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Nonstructural heart disease in the newborn. Observations during one year in a perinatal service.
  1. R D Rowe,
  2. T Izukawa,
  3. H C Mulholland,
  4. K R Bloom,
  5. D H Cook,
  6. P R Swyer

    Abstract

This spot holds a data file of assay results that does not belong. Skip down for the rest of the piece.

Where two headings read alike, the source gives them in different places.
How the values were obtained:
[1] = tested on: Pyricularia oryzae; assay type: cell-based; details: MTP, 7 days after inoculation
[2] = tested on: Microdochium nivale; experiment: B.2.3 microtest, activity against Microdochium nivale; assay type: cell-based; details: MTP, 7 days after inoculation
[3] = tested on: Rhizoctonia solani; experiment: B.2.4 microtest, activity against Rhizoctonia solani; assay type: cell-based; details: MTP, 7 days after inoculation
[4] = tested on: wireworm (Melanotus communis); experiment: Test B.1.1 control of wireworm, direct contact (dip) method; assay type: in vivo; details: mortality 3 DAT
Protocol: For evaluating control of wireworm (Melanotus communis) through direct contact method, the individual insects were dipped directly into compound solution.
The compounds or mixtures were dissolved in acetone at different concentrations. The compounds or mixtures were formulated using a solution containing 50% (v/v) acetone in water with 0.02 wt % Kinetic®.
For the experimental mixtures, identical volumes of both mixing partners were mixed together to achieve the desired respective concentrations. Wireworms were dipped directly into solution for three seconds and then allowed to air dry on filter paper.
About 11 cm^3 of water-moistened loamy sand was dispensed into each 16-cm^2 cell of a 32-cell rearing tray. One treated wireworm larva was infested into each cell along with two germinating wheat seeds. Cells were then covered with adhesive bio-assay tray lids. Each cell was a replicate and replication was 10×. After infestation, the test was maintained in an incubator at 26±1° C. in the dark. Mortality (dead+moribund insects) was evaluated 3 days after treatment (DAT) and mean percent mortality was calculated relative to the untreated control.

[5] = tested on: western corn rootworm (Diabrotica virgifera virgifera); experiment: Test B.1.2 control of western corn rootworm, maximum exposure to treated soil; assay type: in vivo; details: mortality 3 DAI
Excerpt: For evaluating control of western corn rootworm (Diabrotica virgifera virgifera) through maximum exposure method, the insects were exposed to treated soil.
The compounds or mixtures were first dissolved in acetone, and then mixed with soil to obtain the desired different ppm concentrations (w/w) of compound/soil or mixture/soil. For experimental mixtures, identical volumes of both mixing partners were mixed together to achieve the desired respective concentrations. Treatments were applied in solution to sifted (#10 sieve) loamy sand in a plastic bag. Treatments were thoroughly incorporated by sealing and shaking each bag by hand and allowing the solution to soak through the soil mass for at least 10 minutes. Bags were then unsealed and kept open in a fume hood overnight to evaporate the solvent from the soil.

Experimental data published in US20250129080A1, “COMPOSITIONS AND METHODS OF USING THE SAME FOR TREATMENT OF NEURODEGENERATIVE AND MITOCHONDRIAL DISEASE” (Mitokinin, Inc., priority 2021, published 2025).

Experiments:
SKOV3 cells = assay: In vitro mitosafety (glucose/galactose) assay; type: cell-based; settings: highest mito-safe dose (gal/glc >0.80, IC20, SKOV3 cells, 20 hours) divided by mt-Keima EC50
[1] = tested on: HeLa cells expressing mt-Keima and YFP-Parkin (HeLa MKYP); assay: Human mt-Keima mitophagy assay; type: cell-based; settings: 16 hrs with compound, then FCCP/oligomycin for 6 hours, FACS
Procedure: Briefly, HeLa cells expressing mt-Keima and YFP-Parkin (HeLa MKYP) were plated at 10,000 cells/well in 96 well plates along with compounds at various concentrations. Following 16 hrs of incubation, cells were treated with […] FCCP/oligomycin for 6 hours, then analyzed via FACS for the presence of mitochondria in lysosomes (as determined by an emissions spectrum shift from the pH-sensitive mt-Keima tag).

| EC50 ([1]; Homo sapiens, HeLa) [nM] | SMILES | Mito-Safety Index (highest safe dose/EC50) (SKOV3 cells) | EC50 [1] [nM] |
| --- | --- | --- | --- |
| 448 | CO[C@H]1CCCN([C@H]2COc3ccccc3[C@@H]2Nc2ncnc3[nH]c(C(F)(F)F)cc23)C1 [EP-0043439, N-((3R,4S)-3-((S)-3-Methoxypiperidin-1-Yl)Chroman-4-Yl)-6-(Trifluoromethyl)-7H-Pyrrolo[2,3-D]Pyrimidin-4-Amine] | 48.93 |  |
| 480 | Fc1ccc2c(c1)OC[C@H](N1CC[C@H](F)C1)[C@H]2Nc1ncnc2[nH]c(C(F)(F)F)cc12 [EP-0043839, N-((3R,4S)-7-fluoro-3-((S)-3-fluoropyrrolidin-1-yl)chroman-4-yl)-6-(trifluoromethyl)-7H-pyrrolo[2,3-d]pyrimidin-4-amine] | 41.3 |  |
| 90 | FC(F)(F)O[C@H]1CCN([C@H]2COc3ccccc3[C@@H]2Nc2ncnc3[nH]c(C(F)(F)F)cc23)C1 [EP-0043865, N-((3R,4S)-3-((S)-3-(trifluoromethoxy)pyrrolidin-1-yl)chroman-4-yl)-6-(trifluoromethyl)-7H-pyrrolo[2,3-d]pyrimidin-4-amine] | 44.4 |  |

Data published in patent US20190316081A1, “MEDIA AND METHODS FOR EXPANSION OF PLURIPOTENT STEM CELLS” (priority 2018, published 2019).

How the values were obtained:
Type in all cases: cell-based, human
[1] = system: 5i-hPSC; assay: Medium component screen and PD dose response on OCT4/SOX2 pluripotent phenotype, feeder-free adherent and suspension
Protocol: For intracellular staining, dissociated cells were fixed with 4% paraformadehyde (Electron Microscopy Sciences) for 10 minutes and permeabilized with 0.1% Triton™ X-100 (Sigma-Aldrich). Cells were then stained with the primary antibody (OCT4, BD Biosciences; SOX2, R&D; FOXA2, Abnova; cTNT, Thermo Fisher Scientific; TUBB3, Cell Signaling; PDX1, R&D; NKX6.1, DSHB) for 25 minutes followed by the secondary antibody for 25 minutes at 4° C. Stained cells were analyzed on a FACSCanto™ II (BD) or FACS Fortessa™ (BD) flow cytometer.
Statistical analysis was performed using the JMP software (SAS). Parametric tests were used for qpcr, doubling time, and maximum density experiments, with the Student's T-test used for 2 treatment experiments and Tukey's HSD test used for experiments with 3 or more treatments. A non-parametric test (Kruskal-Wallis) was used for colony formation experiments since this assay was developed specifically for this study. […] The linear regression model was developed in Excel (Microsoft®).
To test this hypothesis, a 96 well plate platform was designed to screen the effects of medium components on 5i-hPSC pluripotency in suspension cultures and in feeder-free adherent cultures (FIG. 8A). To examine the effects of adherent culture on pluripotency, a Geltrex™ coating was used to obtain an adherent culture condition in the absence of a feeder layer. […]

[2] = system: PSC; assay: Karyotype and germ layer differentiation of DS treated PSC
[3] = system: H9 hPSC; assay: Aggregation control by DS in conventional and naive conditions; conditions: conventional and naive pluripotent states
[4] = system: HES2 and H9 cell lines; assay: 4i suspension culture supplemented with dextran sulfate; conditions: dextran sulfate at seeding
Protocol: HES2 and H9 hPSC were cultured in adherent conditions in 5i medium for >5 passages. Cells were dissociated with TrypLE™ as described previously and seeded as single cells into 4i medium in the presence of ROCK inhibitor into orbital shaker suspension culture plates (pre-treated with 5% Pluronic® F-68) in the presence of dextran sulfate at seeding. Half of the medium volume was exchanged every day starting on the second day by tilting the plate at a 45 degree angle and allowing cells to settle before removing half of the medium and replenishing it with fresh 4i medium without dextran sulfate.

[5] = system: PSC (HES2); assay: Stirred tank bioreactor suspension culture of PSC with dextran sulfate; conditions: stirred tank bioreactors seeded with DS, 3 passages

One-third of 327 newborn infants referred to the perinatal service of the Hospital for Sick Children during 1975 with suspected cardiopulmonary disorders proved to have nonstructural heart disease. Most of these were term infants with transient tachypnoea or cyanosis who recovered. A history of fetal distress or difficult delivery was commonly associated. The haemodynamic disorder for most was a delay in the normal progress of the transitional circulation. Evidence of myocardial ischaemia was present in 40%, and about half of these developed congestive heart failure. Aids to diagnosis of the ischaemic complication included echocardiography and myocardial perfusion scanning. For a small proportion specific metabolic disturbances, myocarditis, or dysrhythmia seemed the primary cause but even for these there were reasonable grounds to suspect a prenatal origin. Current general supportive measures were of value in treatment.

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